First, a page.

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Coronavirus Compounds Financial Concerns in Women’s Sports

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It didn’t matter whether she needed to wear a thick winter jacket or if her face felt numb in the cold. She wanted to play golf as a pro, just as her mother, Sharon, had. So she practiced enough and became good enough to play at the University of Georgia, where she was a three-time all-American.

To earn her L.P.G.A. Tour card last year, Hollis grinded out the season to finish in the top 10 on the Symetra Tour, the L.P.G.A.’s developmental tour. Along the way, she split the costs of a rental car and a hotel room with another player, or stayed with host families. All the practice and sacrifice and pounds of shoveled snow, over all those years, helped her get to this season, which has been sweeter — and shorter — than she had ever imagined.

Hollis played in three tournaments in Australia, earning two paychecks that totaled $21,796, and also found time to go sightseeing. She saw a show at the Sydney Opera House, hiked through Bondi Beach and snorkeled near sharks. But her whirlwind adventure is on pause.

While she was in Australia, events in China, Singapore and Thailand were canceled, so Hollis will have to wait to visit those countries for the first time. Then trips to California and Arizona, for three more events, were deleted from her schedule, too. She is now biding her time in a hotel near the University of Georgia. She said she feels lucky to have two sponsors because her tour paychecks have been put on hold.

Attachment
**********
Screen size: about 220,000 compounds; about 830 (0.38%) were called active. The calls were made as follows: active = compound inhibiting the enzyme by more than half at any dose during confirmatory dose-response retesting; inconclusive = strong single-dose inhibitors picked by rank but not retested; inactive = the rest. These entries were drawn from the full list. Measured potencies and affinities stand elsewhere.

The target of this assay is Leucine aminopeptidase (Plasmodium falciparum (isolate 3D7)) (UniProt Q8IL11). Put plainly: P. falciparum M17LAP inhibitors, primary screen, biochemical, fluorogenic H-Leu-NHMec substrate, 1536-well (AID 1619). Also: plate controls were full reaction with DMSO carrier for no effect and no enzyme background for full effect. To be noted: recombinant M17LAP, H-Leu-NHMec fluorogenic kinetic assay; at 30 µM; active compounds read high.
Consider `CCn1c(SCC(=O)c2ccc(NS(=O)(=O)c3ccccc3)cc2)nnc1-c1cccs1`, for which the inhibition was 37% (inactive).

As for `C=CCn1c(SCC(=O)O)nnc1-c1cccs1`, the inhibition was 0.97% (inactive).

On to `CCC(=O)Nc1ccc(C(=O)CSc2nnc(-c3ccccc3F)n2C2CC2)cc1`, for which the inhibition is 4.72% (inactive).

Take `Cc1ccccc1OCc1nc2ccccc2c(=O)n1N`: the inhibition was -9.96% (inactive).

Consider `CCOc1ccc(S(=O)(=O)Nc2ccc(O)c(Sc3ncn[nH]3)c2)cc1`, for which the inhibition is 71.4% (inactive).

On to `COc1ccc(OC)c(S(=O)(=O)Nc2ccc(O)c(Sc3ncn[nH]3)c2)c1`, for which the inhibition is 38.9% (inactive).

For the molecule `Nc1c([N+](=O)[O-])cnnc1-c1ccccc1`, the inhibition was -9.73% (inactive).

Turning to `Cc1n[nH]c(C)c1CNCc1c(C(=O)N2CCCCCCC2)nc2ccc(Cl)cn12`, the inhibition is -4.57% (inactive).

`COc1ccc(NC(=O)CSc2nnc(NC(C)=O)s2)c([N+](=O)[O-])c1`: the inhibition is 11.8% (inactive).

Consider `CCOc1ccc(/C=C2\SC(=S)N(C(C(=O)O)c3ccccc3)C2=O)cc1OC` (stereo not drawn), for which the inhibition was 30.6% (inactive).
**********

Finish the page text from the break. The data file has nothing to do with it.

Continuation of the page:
“My initial reaction was mixed emotions,” Hollis said. “I’m sad that I can’t go out West, but I feel safer not putting myself and others at risk. I would hate to get the virus and give it to my grandma. This situation is serious. All I have to worry about is my career.”

In her Dallas hotel, Harrison, 26, is worrying about the health of her parents, who are in their 60s. Her mother works at a retirement community, and Harrison has asked her to stay home. Harrison, who grew up in a family of 12 children, won’t visit relatives or friends until her quarantine ends, a date that feels unimaginably far off.

She spends time reading the news, watching TV, making and posting videos about skin care or organizing her modeling portfolio. She is looking forward to the W.N.B.A. season, which is scheduled to start May 15 under a new collective bargaining agreement that boosts her salary. That is, if there is a season.


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